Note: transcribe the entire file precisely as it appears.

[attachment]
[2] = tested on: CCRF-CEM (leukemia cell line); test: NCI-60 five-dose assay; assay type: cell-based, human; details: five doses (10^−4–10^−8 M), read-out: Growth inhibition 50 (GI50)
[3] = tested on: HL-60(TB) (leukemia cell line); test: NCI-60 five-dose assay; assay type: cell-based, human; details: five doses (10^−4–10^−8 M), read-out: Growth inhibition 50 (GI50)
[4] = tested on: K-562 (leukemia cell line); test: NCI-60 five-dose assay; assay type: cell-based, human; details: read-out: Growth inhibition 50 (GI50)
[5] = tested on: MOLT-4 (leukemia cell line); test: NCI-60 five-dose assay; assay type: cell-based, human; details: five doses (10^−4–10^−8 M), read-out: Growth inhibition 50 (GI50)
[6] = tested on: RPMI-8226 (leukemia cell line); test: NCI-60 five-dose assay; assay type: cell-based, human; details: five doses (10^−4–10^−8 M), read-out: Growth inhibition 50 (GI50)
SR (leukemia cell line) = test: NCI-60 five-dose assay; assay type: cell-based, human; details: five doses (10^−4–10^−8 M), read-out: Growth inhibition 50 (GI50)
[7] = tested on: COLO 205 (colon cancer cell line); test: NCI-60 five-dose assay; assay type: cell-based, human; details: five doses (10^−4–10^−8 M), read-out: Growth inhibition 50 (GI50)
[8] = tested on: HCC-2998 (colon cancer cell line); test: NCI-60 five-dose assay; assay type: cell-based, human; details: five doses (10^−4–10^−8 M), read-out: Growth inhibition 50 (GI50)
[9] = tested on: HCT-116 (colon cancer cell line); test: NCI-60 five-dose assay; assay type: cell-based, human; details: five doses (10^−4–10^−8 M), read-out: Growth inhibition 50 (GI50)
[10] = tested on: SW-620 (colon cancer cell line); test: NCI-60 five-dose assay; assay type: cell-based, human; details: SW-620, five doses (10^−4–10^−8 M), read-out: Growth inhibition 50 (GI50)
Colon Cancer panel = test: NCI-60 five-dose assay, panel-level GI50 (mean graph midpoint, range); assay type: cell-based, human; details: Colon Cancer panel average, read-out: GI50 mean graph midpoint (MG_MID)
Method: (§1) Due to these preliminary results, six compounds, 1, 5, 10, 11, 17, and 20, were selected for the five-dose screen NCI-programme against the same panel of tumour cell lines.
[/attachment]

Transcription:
[2] = tested on: CCRF-CEM (leukemia cell line); test: NCI-60 five-dose assay; assay type: cell-based, human; details: five doses (10^−4–10^−8 M), read-out: Growth inhibition 50 (GI50)
[3] = tested on: HL-60(TB) (leukemia cell line); test: NCI-60 five-dose assay; assay type: cell-based, human; details: five doses (10^−4–10^−8 M), read-out: Growth inhibition 50 (GI50)
[4] = tested on: K-562 (leukemia cell line); test: NCI-60 five-dose assay; assay type: cell-based, human; details: read-out: Growth inhibition 50 (GI50)
[5] = tested on: MOLT-4 (leukemia cell line); test: NCI-60 five-dose assay; assay type: cell-based, human; details: five doses (10^−4–10^−8 M), read-out: Growth inhibition 50 (GI50)
[6] = tested on: RPMI-8226 (leukemia cell line); test: NCI-60 five-dose assay; assay type: cell-based, human; details: five doses (10^−4–10^−8 M), read-out: Growth inhibition 50 (GI50)
SR (leukemia cell line) = test: NCI-60 five-dose assay; assay type: cell-based, human; details: five doses (10^−4–10^−8 M), read-out: Growth inhibition 50 (GI50)
[7] = tested on: COLO 205 (colon cancer cell line); test: NCI-60 five-dose assay; assay type: cell-based, human; details: five doses (10^−4–10^−8 M), read-out: Growth inhibition 50 (GI50)
[8] = tested on: HCC-2998 (colon cancer cell line); test: NCI-60 five-dose assay; assay type: cell-based, human; details: five doses (10^−4–10^−8 M), read-out: Growth inhibition 50 (GI50)
[9] = tested on: HCT-116 (colon cancer cell line); test: NCI-60 five-dose assay; assay type: cell-based, human; details: five doses (10^−4–10^−8 M), read-out: Growth inhibition 50 (GI50)
[10] = tested on: SW-620 (colon cancer cell line); test: NCI-60 five-dose assay; assay type: cell-based, human; details: SW-620, five doses (10^−4–10^−8 M), read-out: Growth inhibition 50 (GI50)
Colon Cancer panel = test: NCI-60 five-dose assay, panel-level GI50 (mean graph midpoint, range); assay type: cell-based, human; details: Colon Cancer panel average, read-out: GI50 mean graph midpoint (MG_MID)
Method: (§1) Due to these preliminary results, six compounds, 1, 5, 10, 11, 17, and 20, were selected for the five-dose screen NCI-programme against the same panel of tumour cell lines.